Apple again beats email app maker's patent, antitrust lawsuit

The Apple Inc logo is seen at the entrance to the Apple store in Brussels, Belgium November 28, 2022. REUTERS/Yves Herman
  • Blix accused Apple of stealing technology, crushing competition
  • Appeals court affirms dismissal of allegations

(Reuters) - Apple Inc persuaded an appeals court on Tuesday to reject a U.S. patent and antitrust lawsuit by email app maker Blix Inc that accused the tech giant of copying Blix's technology for its single sign-on (SSO) system and stifling competition.

The U.S. Court of Appeals for the Federal Circuit affirmed without comment a Delaware federal court's decision to dismiss the case last year.

Representatives for the companies did not immediately respond to requests for comment.

Blix's 2019 lawsuit said Apple had copied patented features of its BlueMail app in "Sign In With Apple," which allows users to sign in to third-party applications and websites with Apple IDs.

Blix also accused Apple of violating antitrust law by forcing app developers that offer a third-party SSO to also offer "Sign In With Apple" and using monopoly power to build a "moat" around its user base by making it difficult and expensive to leave its iOS operating system.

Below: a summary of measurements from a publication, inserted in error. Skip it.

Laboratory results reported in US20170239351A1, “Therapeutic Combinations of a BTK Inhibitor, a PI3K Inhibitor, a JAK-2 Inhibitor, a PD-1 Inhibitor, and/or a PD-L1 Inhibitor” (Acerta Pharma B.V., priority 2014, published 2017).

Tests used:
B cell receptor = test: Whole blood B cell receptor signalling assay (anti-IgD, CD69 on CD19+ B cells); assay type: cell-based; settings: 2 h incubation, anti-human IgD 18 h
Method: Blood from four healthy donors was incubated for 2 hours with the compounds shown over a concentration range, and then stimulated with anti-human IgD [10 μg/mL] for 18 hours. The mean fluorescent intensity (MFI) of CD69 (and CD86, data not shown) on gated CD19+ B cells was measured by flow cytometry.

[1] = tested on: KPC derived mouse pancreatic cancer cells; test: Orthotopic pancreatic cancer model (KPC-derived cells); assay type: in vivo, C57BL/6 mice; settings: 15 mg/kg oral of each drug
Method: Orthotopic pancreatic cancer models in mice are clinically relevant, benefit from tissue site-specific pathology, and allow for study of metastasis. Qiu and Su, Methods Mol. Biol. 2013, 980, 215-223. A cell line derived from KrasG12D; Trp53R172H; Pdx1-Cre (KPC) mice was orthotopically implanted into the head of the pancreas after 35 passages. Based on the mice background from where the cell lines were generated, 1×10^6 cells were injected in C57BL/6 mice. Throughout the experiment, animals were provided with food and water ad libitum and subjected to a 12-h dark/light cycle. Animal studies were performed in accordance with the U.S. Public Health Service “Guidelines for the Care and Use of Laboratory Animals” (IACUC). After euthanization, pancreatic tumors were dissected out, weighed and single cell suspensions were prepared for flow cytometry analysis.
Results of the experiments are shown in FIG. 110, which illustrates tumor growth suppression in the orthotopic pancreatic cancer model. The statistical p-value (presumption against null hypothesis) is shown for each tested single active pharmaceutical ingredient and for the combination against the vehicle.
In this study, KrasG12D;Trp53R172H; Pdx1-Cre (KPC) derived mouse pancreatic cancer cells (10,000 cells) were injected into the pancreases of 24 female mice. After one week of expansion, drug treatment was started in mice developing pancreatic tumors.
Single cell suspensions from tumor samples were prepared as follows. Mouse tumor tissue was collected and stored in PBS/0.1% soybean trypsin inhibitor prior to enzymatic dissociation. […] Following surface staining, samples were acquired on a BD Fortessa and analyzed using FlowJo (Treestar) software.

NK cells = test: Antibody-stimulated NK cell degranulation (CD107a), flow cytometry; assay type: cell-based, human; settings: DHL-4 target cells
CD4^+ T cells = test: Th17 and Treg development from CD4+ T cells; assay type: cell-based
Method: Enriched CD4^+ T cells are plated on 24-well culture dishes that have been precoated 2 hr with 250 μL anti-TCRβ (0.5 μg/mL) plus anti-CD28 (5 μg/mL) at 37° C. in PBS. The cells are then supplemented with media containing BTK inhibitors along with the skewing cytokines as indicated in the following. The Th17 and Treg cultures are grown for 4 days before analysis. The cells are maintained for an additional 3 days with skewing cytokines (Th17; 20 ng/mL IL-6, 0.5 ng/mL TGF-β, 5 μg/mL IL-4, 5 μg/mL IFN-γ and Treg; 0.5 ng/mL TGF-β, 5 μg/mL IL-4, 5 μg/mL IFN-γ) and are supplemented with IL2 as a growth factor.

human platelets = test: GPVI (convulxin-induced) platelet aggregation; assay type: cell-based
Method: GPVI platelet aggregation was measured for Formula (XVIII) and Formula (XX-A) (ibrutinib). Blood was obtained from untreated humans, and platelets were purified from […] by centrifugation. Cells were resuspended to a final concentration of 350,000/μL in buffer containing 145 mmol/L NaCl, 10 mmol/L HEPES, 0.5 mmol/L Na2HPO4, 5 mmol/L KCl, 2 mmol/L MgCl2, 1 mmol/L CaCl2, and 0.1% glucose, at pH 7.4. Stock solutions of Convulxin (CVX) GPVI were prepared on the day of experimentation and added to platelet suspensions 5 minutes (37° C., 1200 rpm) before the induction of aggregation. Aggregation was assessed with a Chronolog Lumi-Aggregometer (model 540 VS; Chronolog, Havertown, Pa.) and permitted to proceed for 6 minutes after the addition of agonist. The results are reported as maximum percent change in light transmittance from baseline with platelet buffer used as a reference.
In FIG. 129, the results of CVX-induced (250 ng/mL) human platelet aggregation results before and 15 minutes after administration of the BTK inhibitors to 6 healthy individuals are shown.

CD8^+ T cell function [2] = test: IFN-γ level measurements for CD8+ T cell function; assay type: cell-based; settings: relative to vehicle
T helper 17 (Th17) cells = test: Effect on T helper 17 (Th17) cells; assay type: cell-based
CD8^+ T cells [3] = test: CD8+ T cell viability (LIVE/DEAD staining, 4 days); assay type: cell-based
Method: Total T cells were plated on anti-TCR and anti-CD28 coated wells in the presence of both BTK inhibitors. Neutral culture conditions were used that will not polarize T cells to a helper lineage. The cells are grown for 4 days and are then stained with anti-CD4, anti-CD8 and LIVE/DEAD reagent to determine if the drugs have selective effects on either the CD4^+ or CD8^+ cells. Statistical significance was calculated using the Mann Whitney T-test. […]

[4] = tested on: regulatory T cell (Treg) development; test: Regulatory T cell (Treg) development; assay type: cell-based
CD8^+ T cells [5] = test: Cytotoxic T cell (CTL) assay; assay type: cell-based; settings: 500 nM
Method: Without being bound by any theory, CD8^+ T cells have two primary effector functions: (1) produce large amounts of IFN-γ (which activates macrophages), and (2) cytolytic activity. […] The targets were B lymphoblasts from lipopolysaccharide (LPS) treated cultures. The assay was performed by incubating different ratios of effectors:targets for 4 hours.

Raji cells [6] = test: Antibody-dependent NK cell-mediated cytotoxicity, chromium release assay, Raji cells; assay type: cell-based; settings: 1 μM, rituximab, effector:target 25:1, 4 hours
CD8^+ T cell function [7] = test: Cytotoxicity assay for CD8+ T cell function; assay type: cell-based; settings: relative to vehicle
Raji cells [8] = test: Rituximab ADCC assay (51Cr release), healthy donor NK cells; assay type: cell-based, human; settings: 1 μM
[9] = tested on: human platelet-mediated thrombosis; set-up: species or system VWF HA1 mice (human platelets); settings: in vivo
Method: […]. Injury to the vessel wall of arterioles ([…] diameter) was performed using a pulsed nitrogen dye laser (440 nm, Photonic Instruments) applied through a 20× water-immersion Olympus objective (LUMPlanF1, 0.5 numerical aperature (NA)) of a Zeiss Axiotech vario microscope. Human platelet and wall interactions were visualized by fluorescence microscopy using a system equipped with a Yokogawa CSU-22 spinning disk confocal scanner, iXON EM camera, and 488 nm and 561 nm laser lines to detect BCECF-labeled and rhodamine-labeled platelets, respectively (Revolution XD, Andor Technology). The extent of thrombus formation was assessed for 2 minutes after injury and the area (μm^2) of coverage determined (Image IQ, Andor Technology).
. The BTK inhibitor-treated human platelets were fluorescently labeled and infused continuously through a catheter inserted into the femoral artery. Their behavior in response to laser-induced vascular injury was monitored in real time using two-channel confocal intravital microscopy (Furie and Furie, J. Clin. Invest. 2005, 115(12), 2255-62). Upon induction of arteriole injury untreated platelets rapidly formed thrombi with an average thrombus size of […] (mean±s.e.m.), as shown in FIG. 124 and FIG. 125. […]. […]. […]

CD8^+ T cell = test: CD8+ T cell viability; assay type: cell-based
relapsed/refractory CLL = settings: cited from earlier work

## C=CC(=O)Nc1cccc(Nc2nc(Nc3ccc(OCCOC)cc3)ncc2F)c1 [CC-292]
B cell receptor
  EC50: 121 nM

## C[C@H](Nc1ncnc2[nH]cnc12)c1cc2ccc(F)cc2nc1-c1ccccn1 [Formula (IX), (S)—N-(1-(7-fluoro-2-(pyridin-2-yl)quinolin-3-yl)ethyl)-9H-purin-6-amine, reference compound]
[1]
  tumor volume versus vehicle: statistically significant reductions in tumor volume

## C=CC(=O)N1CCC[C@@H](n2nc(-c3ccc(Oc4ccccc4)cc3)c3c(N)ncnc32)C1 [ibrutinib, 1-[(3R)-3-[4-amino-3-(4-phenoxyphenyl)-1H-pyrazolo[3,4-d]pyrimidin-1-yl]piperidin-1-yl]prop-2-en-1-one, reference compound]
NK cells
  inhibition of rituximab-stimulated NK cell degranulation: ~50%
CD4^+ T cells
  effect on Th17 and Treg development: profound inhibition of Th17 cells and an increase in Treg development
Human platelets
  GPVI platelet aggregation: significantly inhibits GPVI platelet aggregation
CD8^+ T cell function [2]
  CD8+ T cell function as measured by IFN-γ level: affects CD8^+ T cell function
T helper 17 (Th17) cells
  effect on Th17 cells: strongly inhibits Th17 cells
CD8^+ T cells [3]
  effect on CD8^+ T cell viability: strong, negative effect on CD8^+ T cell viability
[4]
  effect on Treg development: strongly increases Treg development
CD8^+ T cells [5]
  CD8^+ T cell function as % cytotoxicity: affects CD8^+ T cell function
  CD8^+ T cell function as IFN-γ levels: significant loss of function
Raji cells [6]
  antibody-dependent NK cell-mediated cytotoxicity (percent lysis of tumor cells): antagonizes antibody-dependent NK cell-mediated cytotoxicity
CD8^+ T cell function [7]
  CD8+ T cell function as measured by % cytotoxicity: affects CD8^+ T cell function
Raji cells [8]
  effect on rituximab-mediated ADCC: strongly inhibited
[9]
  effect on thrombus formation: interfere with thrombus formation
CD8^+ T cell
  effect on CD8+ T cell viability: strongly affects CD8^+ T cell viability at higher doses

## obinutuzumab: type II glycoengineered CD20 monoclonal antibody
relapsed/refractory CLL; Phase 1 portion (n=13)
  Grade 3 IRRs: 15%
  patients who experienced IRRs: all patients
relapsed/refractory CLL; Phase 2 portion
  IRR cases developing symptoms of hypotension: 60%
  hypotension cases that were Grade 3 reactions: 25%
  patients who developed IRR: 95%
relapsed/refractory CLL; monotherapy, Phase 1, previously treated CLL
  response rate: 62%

U.S. District Judge Leonard Stark dismissed Blix's allegations last year, invalidating Blix's patent and finding the company did not explain how Apple was "eliminating competition in any market."

Blix had argued on appeal that Stark disregarded an "entire pattern of anticompetitive conduct" from Apple, including what Blix called Apple's "hostile" actions toward it and its alleged practice of "Sherlocking," using its third-party app review process to steal developers' ideas.

The case is Blix Inc v. Apple Inc, U.S. Court of Appeals for the Federal Circuit, No. 21-2203.

For Blix: Thomas Burt of Wolf Haldenstein Adler Freeman & Herz

For Apple: Mark Perry of Weil, Gotshal & Manges

Read more:

Apple escapes email app maker's antitrust claims over sign-on feature

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Blake Brittain reports on intellectual property law, including patents, trademarks, copyrights and trade secrets. Reach him at